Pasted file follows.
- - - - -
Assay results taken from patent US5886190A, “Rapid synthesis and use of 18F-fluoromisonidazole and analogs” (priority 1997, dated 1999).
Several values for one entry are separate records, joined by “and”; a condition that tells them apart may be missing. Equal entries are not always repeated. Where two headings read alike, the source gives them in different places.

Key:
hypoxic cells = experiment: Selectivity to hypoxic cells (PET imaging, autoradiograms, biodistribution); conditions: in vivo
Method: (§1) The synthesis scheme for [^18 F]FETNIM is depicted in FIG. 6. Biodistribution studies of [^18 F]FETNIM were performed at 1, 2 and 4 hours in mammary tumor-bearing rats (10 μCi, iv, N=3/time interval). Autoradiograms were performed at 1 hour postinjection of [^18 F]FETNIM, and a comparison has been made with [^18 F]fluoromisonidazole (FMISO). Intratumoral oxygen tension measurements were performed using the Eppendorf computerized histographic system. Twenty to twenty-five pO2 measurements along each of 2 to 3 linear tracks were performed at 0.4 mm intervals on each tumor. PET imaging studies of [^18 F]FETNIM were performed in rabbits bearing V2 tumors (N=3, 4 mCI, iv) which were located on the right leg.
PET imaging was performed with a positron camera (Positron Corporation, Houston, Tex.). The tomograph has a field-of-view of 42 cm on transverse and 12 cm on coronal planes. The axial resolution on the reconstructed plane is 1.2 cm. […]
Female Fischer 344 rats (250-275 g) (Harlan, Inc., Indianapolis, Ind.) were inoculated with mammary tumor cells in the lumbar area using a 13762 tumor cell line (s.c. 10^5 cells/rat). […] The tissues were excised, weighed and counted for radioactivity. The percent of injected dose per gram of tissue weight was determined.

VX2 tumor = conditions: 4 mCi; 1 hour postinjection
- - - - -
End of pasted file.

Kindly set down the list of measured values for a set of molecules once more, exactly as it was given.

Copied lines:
Assay results taken from patent US5886190A, “Rapid synthesis and use of 18F-fluoromisonidazole and analogs” (priority 1997, dated 1999).
Several values for one entry are separate records, joined by “and”; a condition that tells them apart may be missing. Equal entries are not always repeated. Where two headings read alike, the source gives them in different places.

Key:
hypoxic cells = experiment: Selectivity to hypoxic cells (PET imaging, autoradiograms, biodistribution); conditions: in vivo
Method: (§1) The synthesis scheme for [^18 F]FETNIM is depicted in FIG. 6. Biodistribution studies of [^18 F]FETNIM were performed at 1, 2 and 4 hours in mammary tumor-bearing rats (10 μCi, iv, N=3/time interval). Autoradiograms were performed at 1 hour postinjection of [^18 F]FETNIM, and a comparison has been made with [^18 F]fluoromisonidazole (FMISO). Intratumoral oxygen tension measurements were performed using the Eppendorf computerized histographic system. Twenty to twenty-five pO2 measurements along each of 2 to 3 linear tracks were performed at 0.4 mm intervals on each tumor. PET imaging studies of [^18 F]FETNIM were performed in rabbits bearing V2 tumors (N=3, 4 mCI, iv) which were located on the right leg.
PET imaging was performed with a positron camera (Positron Corporation, Houston, Tex.). The tomograph has a field-of-view of 42 cm on transverse and 12 cm on coronal planes. The axial resolution on the reconstructed plane is 1.2 cm. […]
Female Fischer 344 rats (250-275 g) (Harlan, Inc., Indianapolis, Ind.) were inoculated with mammary tumor cells in the lumbar area using a 13762 tumor cell line (s.c. 10^5 cells/rat). […] The tissues were excised, weighed and counted for radioactivity. The percent of injected dose per gram of tissue weight was determined.

VX2 tumor = conditions: 4 mCi; 1 hour postinjection